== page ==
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Jensen Huang, CEO of Nvidia, has been talking about the metaverse for years. It doesn’t have a lot to do with the company’s revenues, which are generated by AI and graphics chips sales and reached $6.51 billion in the most recent quarter.
But Huang likes to inspire his engineers with the notion that their AI advances and graphics innovations will one day bring us the metaverse, the universe of virtual worlds that are all interconnected, like in novels such as Snow Crash and Ready Player One. Huang has said that “we’re living in science fiction,” given all of technology’s advances made possible by Moore’s Law advances and accompanying software updates.
I like this stuff. But it surprised me when a financial analyst asked Huang in an earnings call about the metaverse and Nvidia’s version of it, the Omniverse. I joked with Huang about whether the Omniverse or cryptocurrency mining is more responsible for Nvidia’s earnings. The truth is of course much more mundane, as it’s graphics and AI chips that produce the sales. But the inspiration is important, and hearing Huang’s views on the future is just as interesting, or probably more so, than talking about the latest quarterly news.
Huang was selected by his peers to receive the semiconductor industry’s biggest honor, the Robert N. Noyce Award at the upcoming Semiconductor Industry Association in November. I spoke with him about the metaverse and a few other topics this week. And FYI, we’re going to have another GamesBeat Summit: Into the Metaverse event in January.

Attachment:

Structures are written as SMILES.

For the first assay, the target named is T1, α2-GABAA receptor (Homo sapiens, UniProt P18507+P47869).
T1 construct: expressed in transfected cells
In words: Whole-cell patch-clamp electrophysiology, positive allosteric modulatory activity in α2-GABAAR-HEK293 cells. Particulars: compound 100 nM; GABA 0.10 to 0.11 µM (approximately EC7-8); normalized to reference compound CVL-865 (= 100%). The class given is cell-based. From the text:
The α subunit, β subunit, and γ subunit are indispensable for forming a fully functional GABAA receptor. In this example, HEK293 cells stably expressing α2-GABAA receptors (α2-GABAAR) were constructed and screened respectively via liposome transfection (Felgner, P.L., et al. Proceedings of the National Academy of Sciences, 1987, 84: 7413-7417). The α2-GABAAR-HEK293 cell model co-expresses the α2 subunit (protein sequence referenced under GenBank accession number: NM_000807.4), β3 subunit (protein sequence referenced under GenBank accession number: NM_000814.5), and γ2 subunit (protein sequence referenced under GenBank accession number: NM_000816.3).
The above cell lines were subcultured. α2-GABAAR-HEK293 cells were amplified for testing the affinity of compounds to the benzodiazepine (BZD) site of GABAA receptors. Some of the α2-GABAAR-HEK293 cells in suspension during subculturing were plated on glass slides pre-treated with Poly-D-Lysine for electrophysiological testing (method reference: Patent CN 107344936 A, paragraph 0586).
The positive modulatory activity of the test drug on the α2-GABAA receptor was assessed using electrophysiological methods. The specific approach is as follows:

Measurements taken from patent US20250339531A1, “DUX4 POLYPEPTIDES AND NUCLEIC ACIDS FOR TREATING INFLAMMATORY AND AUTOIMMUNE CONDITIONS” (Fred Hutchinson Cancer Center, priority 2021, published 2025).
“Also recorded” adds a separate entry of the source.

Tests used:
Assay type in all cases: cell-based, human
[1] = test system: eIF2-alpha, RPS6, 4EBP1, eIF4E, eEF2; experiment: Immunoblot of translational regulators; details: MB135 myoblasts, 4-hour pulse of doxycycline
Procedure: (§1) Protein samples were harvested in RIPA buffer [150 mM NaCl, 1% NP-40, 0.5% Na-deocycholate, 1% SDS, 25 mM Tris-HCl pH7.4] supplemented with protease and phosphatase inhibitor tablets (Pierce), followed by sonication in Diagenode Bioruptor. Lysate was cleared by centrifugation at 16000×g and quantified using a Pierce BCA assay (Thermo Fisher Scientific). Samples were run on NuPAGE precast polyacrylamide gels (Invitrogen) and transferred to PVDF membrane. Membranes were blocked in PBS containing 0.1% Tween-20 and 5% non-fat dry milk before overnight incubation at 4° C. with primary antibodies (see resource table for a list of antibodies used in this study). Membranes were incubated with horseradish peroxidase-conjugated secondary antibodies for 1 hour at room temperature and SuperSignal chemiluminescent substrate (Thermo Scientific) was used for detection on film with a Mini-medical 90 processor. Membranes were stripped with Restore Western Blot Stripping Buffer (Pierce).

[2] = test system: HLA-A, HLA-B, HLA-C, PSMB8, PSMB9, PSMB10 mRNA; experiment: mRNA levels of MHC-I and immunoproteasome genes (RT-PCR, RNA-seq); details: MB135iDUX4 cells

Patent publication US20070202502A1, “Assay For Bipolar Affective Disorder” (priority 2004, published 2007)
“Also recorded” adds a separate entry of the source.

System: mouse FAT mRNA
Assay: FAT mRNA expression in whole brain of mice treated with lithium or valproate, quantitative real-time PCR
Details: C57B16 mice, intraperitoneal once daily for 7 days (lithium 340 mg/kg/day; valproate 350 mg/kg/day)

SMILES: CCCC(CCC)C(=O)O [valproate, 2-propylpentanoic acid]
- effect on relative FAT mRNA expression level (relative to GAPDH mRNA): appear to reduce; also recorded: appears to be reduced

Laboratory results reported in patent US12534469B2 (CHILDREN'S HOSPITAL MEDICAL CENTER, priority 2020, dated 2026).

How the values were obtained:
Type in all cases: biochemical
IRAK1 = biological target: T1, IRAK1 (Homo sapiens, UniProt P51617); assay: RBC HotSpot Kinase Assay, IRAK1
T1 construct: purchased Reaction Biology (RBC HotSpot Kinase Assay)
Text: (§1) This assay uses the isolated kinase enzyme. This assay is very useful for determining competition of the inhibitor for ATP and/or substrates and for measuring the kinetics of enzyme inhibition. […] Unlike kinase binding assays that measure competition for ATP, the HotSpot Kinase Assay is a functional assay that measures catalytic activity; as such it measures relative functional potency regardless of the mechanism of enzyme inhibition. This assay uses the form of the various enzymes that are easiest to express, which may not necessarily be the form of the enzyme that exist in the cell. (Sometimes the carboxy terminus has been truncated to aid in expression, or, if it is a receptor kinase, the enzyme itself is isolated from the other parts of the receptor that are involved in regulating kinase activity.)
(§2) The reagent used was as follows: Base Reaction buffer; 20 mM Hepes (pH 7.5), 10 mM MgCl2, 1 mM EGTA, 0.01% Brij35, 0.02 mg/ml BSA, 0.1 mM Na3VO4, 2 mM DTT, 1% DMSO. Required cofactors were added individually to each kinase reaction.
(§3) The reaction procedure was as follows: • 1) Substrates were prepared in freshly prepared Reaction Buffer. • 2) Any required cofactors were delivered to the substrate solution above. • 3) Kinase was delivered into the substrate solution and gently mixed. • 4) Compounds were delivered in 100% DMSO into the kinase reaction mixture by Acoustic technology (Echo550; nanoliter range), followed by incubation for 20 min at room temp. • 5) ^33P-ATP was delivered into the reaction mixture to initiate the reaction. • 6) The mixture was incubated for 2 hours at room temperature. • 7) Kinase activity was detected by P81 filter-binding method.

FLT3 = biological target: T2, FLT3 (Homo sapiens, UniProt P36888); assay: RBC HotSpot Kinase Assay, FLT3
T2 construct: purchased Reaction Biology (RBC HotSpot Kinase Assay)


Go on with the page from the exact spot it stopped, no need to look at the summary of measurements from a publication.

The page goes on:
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Here’s an edited transcript of our interview.
GamesBeat: Congratulations on your [Robert N.] Noyce award.
Jensen Huang: Well thank you very much. But I was going to congratulate you for coming up with that perfect phrase, the “metaverse for engineers.” I tell people this all the time that you can say all the right things but the ability to distill something down to just one single phrase and it captures the entire essence of it is just so wonderful. You did it. Metaverse for engineers.
[I think that came from an interview I did with Omniverse guru Richard Kerris of Nvidia, and I can’t remember who actually said it first].